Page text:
The Location

As a schoolchild in the late 1950's I visited this local Art Gallery many times. As anm adult I still visit it from time to time since. The Gallery, and its surroundings, have undergone a fair few changes, in this time, but the frontage remains the same .

The Ferens is situated next to the Monument Buildings, in Victoria Square, Kingston-Upon-Hull. The city of Hull is on the north bank of the River Humber, in the East Riding of the county of Yorkshire.

At one time Victoria Square was a very busy square and in the heart of the bust;ling town. In the early 1900's the monument bridge here had Princes dock on one side of it and Queens dock on the other. Near the bridge stood a large statue of William Wilberforce who was a local politician. Wilberforce was instrumental in passing the UK abolition of slavery laws, of the 1800's. His old residence is now a Museum in the High Street, in Hull's old town and is also well worth a visit .

A recent change to Victoria Square has been its pedestrianisation. When I was a child it was a nightmare trying to cross these roads. At the centre of Victoria Square there is a fine statue of Queen Victoria, unfortunately standing in the middle of a seating area, over some public conveniences.The roads went completely round this centre but the only active road now is in front of the Ferens .

The City Hall The square goes round to the Hull City Hall which is a fine old building and which housed the local art gallery before the Ferens was built. Shops, a lovely old bank which is now a cafe, The Town Docks Museum once the Dock offices but now a renowned Maritime museum, the Princes Quay shopping development built over the old Princes Dock the water still being there and back to Monument Buildings complete Victoria Square. Across form the art gallery is a monstrous giant TV screen which is hopefully due to be removed.

The Maritime Museum

As some of these old buildings are so beautiful it's easy to pass by the Ferens, but you will miss a treat. If you visit in the summer the setting is very pleasant. The Queens Gardens behind the Town Dock Museum having consistently good floral displays, fountains, grassy areas, ponds and fish. These gardens host outdoor music events in the summer, also. The gardens which were also a dock were filled in when they became obsolete. Hull's fishing past is well and truly in the past but at least the City is utilising its Heritage .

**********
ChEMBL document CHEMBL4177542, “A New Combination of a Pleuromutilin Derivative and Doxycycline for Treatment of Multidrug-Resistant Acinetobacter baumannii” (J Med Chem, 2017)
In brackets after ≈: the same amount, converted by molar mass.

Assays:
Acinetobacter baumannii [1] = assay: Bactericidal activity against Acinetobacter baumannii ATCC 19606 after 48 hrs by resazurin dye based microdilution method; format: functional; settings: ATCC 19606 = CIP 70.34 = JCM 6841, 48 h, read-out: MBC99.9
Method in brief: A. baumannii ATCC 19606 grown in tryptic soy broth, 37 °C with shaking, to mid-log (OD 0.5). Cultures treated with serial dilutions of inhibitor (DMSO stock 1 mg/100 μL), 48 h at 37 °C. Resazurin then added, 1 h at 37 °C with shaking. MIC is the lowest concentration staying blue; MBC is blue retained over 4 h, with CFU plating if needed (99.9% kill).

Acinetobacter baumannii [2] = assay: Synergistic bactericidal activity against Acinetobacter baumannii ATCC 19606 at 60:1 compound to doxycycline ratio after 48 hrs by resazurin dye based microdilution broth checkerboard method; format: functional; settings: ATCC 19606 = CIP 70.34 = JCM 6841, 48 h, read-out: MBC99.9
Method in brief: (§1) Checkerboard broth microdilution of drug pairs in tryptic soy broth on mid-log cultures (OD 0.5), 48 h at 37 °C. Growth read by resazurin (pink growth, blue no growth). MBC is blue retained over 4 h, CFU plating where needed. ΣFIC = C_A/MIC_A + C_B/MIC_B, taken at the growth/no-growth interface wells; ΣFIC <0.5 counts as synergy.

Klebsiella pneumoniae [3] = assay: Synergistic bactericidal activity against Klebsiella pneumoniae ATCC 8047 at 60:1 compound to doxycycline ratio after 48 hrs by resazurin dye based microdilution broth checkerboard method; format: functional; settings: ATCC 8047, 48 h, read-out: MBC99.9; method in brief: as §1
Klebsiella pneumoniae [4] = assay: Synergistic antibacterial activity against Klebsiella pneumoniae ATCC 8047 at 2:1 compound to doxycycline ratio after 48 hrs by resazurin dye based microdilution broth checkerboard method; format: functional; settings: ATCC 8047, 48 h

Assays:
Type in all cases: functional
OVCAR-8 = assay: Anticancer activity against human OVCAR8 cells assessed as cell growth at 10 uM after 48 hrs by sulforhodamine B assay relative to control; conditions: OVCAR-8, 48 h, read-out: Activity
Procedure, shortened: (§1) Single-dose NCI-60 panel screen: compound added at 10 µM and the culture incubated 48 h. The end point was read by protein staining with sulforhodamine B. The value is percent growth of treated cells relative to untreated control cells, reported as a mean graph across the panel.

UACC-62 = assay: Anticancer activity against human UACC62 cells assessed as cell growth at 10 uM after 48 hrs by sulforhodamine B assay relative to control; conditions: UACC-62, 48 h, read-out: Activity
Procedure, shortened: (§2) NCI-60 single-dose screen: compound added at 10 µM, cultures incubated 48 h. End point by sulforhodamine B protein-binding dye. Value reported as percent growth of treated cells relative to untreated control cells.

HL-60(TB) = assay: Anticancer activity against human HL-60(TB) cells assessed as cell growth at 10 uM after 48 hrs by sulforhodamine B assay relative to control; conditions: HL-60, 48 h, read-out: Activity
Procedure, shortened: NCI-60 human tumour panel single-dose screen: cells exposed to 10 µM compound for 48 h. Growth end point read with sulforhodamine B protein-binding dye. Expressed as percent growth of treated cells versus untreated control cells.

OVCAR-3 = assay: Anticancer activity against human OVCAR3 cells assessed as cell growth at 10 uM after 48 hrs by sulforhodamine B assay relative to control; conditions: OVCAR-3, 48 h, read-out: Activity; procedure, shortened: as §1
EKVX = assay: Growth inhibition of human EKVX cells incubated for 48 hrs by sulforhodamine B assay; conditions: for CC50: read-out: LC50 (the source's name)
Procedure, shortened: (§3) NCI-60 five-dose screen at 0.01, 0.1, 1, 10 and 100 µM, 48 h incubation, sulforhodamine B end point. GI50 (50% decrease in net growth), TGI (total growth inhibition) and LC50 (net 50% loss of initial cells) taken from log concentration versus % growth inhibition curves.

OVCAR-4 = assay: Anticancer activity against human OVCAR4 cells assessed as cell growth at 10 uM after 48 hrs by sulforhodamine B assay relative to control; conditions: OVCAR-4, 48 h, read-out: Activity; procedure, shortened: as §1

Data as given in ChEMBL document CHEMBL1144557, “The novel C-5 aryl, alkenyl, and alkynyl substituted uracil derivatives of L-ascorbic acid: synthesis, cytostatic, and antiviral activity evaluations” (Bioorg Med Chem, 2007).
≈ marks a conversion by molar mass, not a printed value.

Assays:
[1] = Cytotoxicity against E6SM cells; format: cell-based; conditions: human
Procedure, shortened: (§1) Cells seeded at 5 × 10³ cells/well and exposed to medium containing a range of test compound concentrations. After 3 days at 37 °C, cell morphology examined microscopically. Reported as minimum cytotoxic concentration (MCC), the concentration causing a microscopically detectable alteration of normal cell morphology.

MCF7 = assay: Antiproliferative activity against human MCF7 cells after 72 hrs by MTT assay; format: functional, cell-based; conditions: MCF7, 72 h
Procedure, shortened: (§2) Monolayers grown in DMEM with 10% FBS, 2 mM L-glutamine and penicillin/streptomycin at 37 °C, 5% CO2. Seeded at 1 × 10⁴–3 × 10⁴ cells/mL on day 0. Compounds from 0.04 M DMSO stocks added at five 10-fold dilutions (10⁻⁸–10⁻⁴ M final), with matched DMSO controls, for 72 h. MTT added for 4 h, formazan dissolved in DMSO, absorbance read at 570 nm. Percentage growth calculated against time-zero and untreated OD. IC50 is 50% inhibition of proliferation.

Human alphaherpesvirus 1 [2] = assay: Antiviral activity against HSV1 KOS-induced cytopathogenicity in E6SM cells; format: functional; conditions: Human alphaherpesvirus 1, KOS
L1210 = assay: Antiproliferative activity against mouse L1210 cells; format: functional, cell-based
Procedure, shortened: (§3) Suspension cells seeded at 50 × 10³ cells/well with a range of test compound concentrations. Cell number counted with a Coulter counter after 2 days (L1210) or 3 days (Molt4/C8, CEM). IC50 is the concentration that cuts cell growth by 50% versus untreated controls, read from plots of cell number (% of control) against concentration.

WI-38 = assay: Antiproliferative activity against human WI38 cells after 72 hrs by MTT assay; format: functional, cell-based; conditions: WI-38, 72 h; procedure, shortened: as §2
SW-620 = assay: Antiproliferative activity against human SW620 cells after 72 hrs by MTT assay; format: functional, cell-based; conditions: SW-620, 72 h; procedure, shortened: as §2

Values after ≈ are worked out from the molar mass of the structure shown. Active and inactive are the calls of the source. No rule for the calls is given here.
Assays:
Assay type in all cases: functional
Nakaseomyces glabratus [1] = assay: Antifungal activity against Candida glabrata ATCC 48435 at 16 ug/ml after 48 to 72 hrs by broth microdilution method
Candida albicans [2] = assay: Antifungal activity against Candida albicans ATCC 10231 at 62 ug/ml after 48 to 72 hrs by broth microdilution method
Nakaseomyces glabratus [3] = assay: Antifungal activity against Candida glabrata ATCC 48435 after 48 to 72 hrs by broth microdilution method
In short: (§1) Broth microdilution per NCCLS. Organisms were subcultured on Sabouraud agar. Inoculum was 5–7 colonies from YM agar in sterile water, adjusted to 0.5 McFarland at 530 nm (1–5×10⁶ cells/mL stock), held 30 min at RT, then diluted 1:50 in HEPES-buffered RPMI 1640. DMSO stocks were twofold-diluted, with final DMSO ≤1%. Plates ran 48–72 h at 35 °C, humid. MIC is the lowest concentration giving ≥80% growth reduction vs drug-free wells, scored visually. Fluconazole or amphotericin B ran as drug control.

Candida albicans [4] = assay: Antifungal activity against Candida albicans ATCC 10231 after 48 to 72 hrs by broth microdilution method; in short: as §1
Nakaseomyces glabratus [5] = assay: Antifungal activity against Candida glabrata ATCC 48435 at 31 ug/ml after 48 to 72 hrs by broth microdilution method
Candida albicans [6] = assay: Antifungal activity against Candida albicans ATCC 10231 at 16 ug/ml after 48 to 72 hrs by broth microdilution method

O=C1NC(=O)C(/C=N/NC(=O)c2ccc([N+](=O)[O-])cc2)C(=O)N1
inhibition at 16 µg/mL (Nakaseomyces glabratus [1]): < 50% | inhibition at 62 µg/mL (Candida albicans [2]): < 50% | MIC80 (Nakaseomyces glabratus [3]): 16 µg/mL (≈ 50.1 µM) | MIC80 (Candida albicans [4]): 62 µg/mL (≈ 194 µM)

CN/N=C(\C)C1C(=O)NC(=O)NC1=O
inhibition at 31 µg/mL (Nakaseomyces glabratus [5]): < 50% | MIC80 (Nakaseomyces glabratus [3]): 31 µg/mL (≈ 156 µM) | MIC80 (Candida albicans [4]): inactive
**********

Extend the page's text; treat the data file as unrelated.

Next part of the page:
The Ferens The Ferens Art Gallery

The Ferens was opened in 1927 . It is set over two floors and in recent years has been extended. It is named after its chief benefactor, Thomas Ferens, who arrived in Hull during 1868. He started work for Reckitt's, a local business which is now known internationally, becoming its Director and Chairman .

Ferens was a Liberal MP for Hull from 1906 to 1918, was made a freeman of the city and appointed Privy Councillor. He made many gifts to Hull which included the money and site for the Ferens Art Gallery. He was quite a philanthropist. A round, blue hertiage plaque outside the Ferens Art Gallery acknowledges Thomas R Ferens .

The Gallery is run, along with various Hull Museums, by the local City Council. As such entrance is free. A charge for entry was trialled by the council but scrapped. This gallery has won various awards and is renowned for its collections and diversity of exhibitions. It has been well funded over the years and has a consistently high standard of exhibits.

The outside of the building is pale grey marble or stone. It is a square shaped building at the front with two pillars. To enter you walk between these and up a couple of steps . There is a centre court in font of you which sometimes houses live art displays. The galleries lead of here. Each gallery has an entrance to the next.